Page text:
process more data, since the container is not going to handle the call back.
>
> > - we asynchronously wait for the completion of the database operation.
> > We do not read any data so that the container push the pressure back
> > to the browser, telling it to slowdown. We do not want to block any
> > thread here. That's why we must exit the onDataAvailable without
> > having read any data.
>
> Sounds OK, but you’re now responsible for making sure that the rest of
the data is consumed.  If you don’t do this, the request will appear to
hang until it times out.
>
> > - when the database says us that it is ready for a new operation (by a
> > callback, or an event), then we can read the second chunk and trigger
> > the save operation in the database
>
> Once the database write is complete, you’re just going to need to call
onDataAvailable manually some how.  The container won’t do it because you
previously exited before isReady() returned false.
>
> > This a what I simulated with the new Thread and Thread.sleep.
> > In reality, there are no "new Thread" - it just simulates that at some
> > point later, the database driver informs us that the database is ready
> > for a new operation.
> > There are no Thread.sleep neither - it just simulates a slow database
> > to check the back-pressure mechanism that the container should do on
> > the browser.
>
> Ok, I understand what you’re going for here.
>
> > Also, if you said that I must consume the chunks synchronously in
> > onDataAvailable, I can simply not implement this double triggering
> > (from browser and from database) without blocking any thread. For me,
> > it means that I cannot totally use the asynchronous IO mechanism of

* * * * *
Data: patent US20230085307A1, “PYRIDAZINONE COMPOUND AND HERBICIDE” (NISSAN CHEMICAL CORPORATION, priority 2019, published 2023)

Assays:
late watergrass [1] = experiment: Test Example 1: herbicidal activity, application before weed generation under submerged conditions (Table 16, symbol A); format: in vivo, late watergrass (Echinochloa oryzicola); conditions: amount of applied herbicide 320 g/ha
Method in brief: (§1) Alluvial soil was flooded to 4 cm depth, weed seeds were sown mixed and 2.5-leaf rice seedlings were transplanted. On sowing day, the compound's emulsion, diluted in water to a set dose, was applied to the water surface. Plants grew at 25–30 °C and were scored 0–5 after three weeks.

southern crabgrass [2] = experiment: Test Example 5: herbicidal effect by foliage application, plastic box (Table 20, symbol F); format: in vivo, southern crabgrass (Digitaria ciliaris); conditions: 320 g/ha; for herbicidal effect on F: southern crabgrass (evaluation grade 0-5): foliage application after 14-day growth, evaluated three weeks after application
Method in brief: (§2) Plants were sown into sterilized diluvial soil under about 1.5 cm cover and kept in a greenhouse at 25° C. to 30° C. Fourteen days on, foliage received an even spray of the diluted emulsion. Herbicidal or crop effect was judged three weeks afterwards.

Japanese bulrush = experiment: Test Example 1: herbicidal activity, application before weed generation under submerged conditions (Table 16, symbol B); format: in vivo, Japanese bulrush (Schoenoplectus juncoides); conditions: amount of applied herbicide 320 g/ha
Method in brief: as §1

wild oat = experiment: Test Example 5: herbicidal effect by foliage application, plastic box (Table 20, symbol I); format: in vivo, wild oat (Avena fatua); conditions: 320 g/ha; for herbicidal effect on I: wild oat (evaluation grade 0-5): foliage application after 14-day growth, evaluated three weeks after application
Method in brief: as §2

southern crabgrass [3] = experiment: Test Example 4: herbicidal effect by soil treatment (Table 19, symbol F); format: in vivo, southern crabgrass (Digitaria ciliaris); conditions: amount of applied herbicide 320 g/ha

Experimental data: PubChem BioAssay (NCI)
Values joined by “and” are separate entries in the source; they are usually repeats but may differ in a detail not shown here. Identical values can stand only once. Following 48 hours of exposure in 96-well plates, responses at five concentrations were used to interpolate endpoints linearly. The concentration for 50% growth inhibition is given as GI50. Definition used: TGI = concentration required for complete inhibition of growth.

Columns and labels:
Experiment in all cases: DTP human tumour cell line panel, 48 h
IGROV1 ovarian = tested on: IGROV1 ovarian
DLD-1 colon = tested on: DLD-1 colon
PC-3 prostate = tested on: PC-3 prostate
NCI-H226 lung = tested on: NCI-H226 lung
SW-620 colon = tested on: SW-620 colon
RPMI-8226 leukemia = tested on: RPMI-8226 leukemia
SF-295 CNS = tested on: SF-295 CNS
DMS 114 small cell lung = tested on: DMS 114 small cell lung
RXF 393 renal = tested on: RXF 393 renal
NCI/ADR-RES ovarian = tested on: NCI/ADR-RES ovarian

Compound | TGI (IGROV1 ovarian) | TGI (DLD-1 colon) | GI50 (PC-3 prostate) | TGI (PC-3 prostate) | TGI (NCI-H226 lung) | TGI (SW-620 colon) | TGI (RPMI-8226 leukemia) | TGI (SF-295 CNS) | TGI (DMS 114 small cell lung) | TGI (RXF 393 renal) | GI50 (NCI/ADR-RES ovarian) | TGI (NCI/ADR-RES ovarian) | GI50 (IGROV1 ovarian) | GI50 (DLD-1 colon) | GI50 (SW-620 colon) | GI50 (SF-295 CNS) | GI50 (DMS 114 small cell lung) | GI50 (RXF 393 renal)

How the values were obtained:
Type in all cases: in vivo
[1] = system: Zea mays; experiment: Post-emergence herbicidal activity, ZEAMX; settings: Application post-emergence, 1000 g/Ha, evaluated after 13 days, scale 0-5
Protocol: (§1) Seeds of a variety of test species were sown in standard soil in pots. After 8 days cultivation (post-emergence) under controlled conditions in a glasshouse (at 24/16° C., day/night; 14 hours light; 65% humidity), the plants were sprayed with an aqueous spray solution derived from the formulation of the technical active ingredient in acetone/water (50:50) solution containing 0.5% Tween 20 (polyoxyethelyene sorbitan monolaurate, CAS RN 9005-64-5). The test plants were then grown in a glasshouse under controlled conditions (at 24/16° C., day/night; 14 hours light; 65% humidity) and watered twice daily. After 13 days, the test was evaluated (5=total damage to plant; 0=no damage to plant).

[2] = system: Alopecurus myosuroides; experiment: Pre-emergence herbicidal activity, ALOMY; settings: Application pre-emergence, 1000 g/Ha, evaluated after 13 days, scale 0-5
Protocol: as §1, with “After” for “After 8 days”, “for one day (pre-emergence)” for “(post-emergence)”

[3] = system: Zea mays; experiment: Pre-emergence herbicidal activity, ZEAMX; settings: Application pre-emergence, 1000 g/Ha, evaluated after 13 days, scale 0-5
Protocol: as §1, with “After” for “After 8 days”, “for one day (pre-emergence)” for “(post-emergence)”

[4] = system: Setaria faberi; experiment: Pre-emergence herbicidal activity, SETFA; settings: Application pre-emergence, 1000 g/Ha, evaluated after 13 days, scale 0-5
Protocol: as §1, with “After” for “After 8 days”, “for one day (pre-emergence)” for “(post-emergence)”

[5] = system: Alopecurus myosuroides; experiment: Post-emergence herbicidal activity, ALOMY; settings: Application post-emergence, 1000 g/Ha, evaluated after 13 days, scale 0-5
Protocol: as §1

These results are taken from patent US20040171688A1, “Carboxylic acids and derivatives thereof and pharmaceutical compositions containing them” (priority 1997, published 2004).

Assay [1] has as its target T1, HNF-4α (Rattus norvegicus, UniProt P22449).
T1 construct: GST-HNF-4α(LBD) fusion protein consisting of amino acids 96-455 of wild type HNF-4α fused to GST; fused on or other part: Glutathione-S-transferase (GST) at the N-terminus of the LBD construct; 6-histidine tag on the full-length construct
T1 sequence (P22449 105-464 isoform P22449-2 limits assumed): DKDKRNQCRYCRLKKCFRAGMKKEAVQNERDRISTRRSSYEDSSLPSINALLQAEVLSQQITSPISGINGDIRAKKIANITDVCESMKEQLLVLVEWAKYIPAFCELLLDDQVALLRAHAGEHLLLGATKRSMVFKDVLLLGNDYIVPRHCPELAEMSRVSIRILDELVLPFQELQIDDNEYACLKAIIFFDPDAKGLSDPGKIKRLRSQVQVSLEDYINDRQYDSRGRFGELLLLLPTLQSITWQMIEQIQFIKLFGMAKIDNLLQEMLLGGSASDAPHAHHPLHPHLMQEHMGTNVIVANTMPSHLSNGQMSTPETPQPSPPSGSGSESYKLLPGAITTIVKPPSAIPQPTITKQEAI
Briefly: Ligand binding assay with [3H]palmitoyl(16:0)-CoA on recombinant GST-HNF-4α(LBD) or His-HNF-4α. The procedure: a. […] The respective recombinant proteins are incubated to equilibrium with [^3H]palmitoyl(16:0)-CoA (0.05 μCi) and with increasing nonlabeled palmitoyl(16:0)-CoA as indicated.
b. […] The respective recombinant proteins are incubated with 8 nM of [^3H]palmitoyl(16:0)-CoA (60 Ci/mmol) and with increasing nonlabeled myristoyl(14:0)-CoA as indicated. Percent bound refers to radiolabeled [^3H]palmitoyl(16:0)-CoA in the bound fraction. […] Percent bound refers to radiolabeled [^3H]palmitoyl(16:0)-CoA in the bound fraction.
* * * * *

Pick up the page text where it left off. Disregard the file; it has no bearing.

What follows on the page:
> > the OS.
>
> The non-blocking API that Servlet 3.1 exposes is pretty flexible, but
things get complicated quick.  I don’t see any reason why you couldn’t do
what you’ve described.  It’s just going to be complicated.  You’re going to
have to know when the container will call onDataAvailable and when you need
to call it.

Maybe it is too simplified in my head but I though if tomcat permits to
exit the onDataAvailable immediately and to read the input afterwards, as I
am doing in the sample app, then it is possible.

Jetty seems to allow this. Why not tomcat? Is there something in the
specification about it. I could not find anything explicit.

> Hope that helps.
>
> Dan
>
>
> >
> > I hope I made my goals clear.
> >
> > Cheers,
> > Yann
> >
> >>
> >> Here’s what I’d suggest to make this work.
> >>
> >>  - in onDataAvailable read as much data as possible
> >>  - if you read until input.isReady() is false then just exit the
function.  The container will call back when more data can be read.
> >>  - if you need to stop reading for some reason but input.isReady() is
still true, use a thread pool to schedule your own call back to
onDataAvailable at some point in the future.  You can then continue reading
at that point in time.
> >>  - Repeat until you’ve read all the data.
> >>
> >> You still need additional threads with this approach, but it’s not one
to one.  A small thread pool can service many requests because the thread
is only active when data is being read.
> >>
> >> Here’s an example of this in action.
> >>
> >>
http://git.eclipse.org/c/jetty/org.eclipse.jetty.project.git/tree/jetty-servlets/src/main/java/org/eclipse/jetty/servlets/DataRateLimitedServlet.java